“Who, then, is the faithful and prudent servant, whom the master has put in charge of his household to distribute to them their food at the proper time? Blessed is that servant whom his master on his arrival finds doing so. Amen, I say to you, he will put him in charge of all his property. But if that wicked servant says to himself, ‘My master is long delayed,’ and begins to beat his fellow servants, and eat and drink with drunkards, the servant’s master will come on an unexpected day and at an unknown hour and will punish him severely and assign him a place with the hypocrites, where there will be wailing and grinding of teeth.

Why should they work?

From The Wall Street Journal:

Labor-Market Dropouts Are Staying Out
Low Workforce Participation Rate, Amid an Improving Economy, Nags at Economists
By Josh Zumbrun | December 28, 2014 2:10 p.m. ET

A U.S. economy that suddenly looks healthy—50 straight months of job gains, best quarter of growth in 11 years—is falling short in a key area.

It’s not luring back many of the millions who dropped out of the labor market during the down times. That failing nags at many economists.

Federal Reserve Chairwoman Janet Yellen monitors the declining share of Americans working or looking for work as a measure of slack in the job market. She has cited the low labor-force participation rate, as the measure is formally known, to justify the Fed’s long easy-money quest to stimulate the economy and boost wages.

A more buoyant economy and tightening labor market were supposed to draw in those now sitting on the margins. But the probability of a worker re-entering the labor force continues to slump. Over the past three months, an average of 6.8% of those outside the labor force either found a job or began looking for one. That means people are entering the labor force at the lowest pace in records since 1990, down from more than 8% in 2010.

So even as the labor market has strengthened, the chance that a jobless worker will ever return to the workforce has decreased.

More at the link.

In the meantime, SNAP (or food stamp) usage has skyrocketed, more than 10 million people have been added to Medicaid (9.8 million just since October of 2013) and hundreds of other government programs to provide a living for people without jobs have seen huge increases. The federal government currently funds 126 separate programs targeted toward low-income people. Welfare has become away of life, and until welfare is dramatically curtailed, a few million people are willing to make the Faustian bargain of agreeing to live poorly in exchange for the government saying that they don’t have to work to not starve to death.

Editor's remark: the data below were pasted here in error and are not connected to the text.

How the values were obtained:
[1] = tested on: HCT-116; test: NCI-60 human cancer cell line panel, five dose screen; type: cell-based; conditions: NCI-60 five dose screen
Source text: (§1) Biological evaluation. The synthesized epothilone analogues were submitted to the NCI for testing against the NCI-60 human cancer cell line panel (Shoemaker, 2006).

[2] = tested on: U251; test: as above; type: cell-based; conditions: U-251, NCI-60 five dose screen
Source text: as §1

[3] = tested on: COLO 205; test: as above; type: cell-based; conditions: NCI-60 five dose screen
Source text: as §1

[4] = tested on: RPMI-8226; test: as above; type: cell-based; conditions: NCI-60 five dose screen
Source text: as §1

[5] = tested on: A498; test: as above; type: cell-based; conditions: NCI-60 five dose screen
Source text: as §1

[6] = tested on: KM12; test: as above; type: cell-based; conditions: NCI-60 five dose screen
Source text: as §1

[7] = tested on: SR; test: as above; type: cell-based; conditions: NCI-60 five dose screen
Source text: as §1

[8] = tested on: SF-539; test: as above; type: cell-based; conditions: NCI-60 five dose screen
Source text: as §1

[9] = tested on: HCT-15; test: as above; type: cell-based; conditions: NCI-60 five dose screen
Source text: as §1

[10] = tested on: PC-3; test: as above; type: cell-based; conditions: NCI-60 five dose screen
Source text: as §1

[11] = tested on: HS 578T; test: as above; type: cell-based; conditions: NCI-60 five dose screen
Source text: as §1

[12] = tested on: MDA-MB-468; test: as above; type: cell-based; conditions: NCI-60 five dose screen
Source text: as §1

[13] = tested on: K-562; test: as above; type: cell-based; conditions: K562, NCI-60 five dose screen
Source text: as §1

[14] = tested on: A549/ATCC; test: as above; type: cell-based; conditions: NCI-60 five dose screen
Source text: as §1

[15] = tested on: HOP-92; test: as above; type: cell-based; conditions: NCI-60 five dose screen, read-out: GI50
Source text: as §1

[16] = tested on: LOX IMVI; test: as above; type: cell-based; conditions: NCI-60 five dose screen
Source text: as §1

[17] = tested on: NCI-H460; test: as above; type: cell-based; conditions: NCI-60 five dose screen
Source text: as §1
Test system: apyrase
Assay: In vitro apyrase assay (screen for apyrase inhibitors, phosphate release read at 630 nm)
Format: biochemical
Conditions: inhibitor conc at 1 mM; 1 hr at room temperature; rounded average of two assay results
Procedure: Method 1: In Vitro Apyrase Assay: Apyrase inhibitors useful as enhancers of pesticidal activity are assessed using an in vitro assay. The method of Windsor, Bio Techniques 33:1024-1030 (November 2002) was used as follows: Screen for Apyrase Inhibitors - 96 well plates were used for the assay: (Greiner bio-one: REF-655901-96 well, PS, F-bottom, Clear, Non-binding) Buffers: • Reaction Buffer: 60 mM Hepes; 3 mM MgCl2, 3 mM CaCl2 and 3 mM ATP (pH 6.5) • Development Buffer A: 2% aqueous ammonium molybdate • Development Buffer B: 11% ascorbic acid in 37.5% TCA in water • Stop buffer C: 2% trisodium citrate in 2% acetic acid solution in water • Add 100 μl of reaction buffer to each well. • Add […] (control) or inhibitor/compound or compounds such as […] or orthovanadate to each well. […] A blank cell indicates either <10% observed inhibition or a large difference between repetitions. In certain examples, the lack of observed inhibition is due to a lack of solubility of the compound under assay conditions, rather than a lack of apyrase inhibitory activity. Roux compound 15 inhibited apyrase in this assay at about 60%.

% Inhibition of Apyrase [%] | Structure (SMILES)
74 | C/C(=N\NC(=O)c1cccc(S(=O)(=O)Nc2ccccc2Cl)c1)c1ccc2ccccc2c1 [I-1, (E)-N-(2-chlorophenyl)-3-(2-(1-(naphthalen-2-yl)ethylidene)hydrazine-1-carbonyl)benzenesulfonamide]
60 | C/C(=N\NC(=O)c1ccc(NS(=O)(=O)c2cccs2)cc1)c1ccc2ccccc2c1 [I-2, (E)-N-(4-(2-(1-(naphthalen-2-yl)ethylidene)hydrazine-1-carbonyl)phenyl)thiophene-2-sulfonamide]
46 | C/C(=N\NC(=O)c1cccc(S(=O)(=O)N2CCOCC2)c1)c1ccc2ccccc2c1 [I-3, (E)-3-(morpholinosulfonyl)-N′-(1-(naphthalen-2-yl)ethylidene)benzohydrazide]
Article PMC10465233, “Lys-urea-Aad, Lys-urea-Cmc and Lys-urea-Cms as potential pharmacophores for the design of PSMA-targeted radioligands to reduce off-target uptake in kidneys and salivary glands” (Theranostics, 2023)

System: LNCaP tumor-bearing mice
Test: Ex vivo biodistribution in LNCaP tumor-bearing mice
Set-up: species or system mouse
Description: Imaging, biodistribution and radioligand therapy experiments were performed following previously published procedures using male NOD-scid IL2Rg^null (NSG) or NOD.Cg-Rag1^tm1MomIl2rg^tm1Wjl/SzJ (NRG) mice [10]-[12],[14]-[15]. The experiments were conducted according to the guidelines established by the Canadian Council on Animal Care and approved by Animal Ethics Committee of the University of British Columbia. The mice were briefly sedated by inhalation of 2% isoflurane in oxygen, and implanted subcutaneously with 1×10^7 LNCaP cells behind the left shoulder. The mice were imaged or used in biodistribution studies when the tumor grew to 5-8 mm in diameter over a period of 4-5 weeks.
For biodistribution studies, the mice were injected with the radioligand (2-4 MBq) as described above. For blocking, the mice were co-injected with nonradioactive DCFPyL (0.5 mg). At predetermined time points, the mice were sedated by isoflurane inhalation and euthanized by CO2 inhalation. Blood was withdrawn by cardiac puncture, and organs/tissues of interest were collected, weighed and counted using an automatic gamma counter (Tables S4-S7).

The only way to get the labor participation rate back up is to make it necessary to work, or starve.

Click to enlarge

The Cato Institute released a study in 2013, The Work versus Welfare Trade-Off: 2013, by By Michael D. Tanner and Charles Hughes. Among their key findings:

  • In 18 states, the total value of welfare benefits has declined in inflation adjusted terms since 1995. However, this is due to the changing composition of what we included in the package of benefits (largely reflecting a reduction in the number of people on welfare who receive public housing assistance) rather than a real decline in the value of components.
  • Despite this decline, welfare currently pays more than a minimum wage job in 35 states, even after accounting for the Earned Income Tax Credit.
  • Because of increases in the Earned Income Tax Credit (EITC) and the creation of the Child Tax Credit (CTC), as well as the adoption of state-level equivalents of the EITC, it is possible for an individual leaving welfare to take a job paying slightly less than welfare without a loss of income in 39 states. However, that difference is small and not likely to offset the value of leisure.
  • In another 12 states, an individual leaving welfare for a job paying the same amount as welfare would see a decline in actual income.
  • In 33 states, the equivalent wage value of welfare has increased since 1995. The state seeing the largest increase, by a large margin, was Vermont. Other states with significant increases include Hawaii and New Hampshire, as well as the District of Columbia.
  • In fact, in 13 states, welfare pays more than $15 per hour. The most generous benefit package was in Hawaii, although that may be distorted by the state’s high cost of living. The second highest level of benefits was in the District of Columbia, followed by Massachusetts.